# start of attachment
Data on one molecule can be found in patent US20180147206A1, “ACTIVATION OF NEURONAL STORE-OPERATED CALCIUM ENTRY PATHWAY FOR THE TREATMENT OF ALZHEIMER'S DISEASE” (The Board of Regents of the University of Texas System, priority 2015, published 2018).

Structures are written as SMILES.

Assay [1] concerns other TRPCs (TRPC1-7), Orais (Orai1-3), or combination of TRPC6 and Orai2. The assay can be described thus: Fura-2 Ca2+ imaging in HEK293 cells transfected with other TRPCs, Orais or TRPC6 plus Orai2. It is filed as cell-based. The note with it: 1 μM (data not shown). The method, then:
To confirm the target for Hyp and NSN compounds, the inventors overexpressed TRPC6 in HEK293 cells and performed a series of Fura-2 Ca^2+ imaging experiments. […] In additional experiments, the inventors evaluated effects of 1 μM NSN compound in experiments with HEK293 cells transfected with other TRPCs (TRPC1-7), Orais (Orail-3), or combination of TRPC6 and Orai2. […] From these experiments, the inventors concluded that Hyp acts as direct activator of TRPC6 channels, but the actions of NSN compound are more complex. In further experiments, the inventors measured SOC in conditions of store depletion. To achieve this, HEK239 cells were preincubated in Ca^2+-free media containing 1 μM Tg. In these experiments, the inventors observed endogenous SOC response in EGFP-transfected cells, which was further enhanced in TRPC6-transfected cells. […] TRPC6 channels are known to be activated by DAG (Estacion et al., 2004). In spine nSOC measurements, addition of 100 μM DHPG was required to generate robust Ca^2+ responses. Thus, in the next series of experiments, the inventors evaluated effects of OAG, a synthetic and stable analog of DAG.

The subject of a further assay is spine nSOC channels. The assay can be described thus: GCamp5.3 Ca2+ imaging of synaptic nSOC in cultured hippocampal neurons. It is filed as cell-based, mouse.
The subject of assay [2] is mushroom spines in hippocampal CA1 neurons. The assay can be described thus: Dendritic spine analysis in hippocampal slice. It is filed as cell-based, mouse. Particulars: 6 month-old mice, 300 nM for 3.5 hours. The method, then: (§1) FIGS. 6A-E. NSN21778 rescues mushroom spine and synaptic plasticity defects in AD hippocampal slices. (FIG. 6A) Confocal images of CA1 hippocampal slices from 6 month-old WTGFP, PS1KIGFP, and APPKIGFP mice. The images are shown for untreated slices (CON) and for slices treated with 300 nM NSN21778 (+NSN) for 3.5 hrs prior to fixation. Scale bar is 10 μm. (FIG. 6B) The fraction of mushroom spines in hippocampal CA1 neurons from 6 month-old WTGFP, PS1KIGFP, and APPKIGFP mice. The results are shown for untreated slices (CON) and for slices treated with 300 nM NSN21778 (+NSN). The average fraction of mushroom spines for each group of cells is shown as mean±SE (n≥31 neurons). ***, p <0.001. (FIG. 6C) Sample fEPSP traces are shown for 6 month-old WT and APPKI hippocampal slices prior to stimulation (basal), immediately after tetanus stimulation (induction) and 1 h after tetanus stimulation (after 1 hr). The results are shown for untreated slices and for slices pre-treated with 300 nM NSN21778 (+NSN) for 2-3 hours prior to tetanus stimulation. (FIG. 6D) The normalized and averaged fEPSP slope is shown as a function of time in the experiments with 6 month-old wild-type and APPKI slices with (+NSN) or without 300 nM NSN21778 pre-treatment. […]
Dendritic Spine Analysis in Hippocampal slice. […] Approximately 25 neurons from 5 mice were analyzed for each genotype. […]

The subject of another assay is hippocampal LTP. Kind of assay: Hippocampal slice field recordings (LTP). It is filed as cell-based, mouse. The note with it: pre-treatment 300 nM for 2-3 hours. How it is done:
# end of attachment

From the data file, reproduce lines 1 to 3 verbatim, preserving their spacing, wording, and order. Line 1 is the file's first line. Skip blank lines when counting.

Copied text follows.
Data on one molecule can be found in patent US20180147206A1, “ACTIVATION OF NEURONAL STORE-OPERATED CALCIUM ENTRY PATHWAY FOR THE TREATMENT OF ALZHEIMER'S DISEASE” (The Board of Regents of the University of Texas System, priority 2015, published 2018).

Structures are written as SMILES.

Assay [1] concerns other TRPCs (TRPC1-7), Orais (Orai1-3), or combination of TRPC6 and Orai2. The assay can be described thus: Fura-2 Ca2+ imaging in HEK293 cells transfected with other TRPCs, Orais or TRPC6 plus Orai2. It is filed as cell-based. The note with it: 1 μM (data not shown). The method, then: